rOne_SMG_Data <= 8'b1111_1111;
     else 
      case( One_Data )       
4'd0 : rOne_SMG_Data <= _0;
        4'd1 : rOne_SMG_Data <= _1;
4'd2 : rOne_SMG_Data <= _2;
4'd3 : rOne_SMG_Data <= _3;
4'd4 : rOne_SMG_Data <= _4;
4'd5 : rOne_SMG_Data <= _5;
4'd6 : rOne_SMG_Data <= _6;
4'd7 : rOne_SMG_Data <= _7;
4'd8 : rOne_SMG_Data <= _8;
4'd9 : rOne_SMG_Data <= _9;
endcase


Basically it defines 10 parameters with the bit patterns (active low) of the digits from 0 to 9, then it does a case statement and assigns the LEDs bus the values.
I reckon it works, but, also for the sake of experimenting, I would use a different approach.
My idea is to load the bit patterns in a ROM segment (16 x 8 bit words) and while displaying the digit, access the relevant ROM location to load the pattern.

But first we need to have the demo work the way it is, maybe a little bit re-engineered, later on we will switch those parameters to ROM locations.

The original solution (from the DVDs provided with my board) was coded with a lot of redundant code, i will not get to the details, let's just say it now works the same (in Hex instead than Decimal) with less than half of the original code.
In my book that's already a good improvement, plus it was a great exercise for me.
It is possible that there were good reasons for that, possibly explained in the docs and videos supporting the code, but hey, like Sandra Bullock would say: " No hablo Chino!"  :)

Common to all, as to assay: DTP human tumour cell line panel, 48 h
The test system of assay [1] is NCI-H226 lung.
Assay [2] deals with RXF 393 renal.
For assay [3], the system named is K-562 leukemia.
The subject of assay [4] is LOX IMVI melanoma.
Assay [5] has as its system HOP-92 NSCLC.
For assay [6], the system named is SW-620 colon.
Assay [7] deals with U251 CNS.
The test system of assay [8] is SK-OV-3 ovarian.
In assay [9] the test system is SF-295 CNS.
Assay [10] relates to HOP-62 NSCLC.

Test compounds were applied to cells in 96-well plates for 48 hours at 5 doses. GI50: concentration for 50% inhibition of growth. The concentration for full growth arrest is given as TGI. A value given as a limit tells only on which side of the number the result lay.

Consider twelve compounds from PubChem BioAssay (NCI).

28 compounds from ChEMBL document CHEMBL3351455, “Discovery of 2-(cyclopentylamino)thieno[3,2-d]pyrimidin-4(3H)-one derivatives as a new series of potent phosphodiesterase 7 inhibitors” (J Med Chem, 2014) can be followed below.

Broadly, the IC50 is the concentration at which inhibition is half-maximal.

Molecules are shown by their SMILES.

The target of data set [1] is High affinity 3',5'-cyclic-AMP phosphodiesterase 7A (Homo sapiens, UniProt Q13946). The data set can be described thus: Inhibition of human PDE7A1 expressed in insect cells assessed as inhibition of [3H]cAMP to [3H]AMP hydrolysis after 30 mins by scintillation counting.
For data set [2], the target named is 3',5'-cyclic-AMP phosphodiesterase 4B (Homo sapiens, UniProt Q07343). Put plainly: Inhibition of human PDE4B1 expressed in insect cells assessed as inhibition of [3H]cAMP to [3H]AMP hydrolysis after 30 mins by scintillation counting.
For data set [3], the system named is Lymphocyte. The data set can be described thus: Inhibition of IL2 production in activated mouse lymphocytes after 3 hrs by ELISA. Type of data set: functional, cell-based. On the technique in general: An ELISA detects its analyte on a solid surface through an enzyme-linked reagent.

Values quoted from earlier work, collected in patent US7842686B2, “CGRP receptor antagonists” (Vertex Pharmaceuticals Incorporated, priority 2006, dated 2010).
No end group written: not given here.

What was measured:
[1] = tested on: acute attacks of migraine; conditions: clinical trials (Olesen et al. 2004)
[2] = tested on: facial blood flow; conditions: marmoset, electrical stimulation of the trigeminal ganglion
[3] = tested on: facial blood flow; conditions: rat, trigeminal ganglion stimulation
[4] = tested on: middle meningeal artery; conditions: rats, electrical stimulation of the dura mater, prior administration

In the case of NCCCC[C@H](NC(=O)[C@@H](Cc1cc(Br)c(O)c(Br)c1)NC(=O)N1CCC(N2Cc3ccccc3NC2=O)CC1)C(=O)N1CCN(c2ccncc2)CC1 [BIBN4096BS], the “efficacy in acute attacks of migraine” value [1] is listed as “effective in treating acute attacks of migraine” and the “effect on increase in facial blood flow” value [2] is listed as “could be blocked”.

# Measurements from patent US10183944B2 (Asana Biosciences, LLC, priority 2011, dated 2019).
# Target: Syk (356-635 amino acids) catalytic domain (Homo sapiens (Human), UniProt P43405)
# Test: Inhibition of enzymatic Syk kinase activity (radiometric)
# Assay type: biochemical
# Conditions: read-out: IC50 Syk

The module hierarchy is represented in the image above.
The top module just wires the demo_control and the smg_interface, the first one increments the counter and the second one displays it on the seven segment display.
In my implementation the smg_interface module, besides wiring the other 3, implements a 1MS clock (used to scan the digits) and calculates which digit (position) should be displayed at any time.
The smg_control module extracts the value of the needed digit like this :


always @ ( posedge CLK or negedge RSTn )
    if( !RSTn )
  rNumber <= 4'd0;
 else
     case( Scan_line )
      0:rNumber <= Number_Sig[23:20];
         1:rNumber <= Number_Sig[19:16];
      2:rNumber <= Number_Sig[15:12];
      3:rNumber <= Number_Sig[11:8];
      4:rNumber <= Number_Sig[7:4];
      5:rNumber <= Number_Sig[3:0];
endcase

The scan_module activates one line at a time :

always @ ( posedge CLK or negedge RSTn )
   if( !RSTn )
rScan = 6'b111111;
   else 
        rScan <= ~(1 << (5-Scan_line ));  
assign Scan_Sig = rScan;

and finally the encode one activates the led segments for the current digit

 parameter _0 = 8'b1100_0000, _1 = 8'b1111_1001, _2 = 8'b1010_0100, 
   _3 = 8'b1011_0000, _4 = 8'b1001_1001, _5 = 8'b1001_0010, 
   _6 = 8'b1000_0010, _7 = 8'b1111_1000, _8 = 8'b1000_0000,